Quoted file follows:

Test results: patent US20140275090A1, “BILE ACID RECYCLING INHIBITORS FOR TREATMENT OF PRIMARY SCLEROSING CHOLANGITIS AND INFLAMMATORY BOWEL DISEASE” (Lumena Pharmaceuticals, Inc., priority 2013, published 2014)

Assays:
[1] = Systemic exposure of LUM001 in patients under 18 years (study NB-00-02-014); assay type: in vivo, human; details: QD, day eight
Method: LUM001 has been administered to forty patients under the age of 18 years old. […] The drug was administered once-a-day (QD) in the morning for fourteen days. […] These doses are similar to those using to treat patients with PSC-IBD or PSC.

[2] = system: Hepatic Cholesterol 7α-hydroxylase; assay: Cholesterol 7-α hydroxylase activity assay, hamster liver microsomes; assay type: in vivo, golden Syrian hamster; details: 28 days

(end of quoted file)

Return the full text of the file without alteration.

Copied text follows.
Test results: patent US20140275090A1, “BILE ACID RECYCLING INHIBITORS FOR TREATMENT OF PRIMARY SCLEROSING CHOLANGITIS AND INFLAMMATORY BOWEL DISEASE” (Lumena Pharmaceuticals, Inc., priority 2013, published 2014)

Assays:
[1] = Systemic exposure of LUM001 in patients under 18 years (study NB-00-02-014); assay type: in vivo, human; details: QD, day eight
Method: LUM001 has been administered to forty patients under the age of 18 years old. […] The drug was administered once-a-day (QD) in the morning for fourteen days. […] These doses are similar to those using to treat patients with PSC-IBD or PSC.

[2] = system: Hepatic Cholesterol 7α-hydroxylase; assay: Cholesterol 7-α hydroxylase activity assay, hamster liver microsomes; assay type: in vivo, golden Syrian hamster; details: 28 days